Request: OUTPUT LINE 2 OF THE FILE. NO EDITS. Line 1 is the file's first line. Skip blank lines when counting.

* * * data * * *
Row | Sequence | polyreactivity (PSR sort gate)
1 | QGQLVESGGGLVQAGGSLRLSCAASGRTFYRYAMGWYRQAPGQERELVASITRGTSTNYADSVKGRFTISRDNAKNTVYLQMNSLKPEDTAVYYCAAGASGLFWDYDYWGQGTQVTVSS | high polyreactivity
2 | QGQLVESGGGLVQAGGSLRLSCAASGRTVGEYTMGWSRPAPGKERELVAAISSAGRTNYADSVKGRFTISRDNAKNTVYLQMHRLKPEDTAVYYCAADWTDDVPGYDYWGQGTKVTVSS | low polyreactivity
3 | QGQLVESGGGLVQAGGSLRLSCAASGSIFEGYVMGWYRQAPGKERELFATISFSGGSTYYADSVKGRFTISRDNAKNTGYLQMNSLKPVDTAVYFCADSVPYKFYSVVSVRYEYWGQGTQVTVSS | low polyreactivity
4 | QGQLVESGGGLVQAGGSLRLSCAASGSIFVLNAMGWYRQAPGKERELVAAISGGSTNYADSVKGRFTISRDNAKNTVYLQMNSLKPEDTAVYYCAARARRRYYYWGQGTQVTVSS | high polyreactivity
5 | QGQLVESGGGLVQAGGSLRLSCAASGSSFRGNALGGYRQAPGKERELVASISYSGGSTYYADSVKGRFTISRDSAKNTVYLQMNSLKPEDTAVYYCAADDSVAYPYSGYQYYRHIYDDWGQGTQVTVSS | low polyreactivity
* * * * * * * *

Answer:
1 | QGQLVESGGGLVQAGGSLRLSCAASGRTFYRYAMGWYRQAPGQERELVASITRGTSTNYADSVKGRFTISRDNAKNTVYLQMNSLKPEDTAVYYCAAGASGLFWDYDYWGQGTQVTVSS | high polyreactivity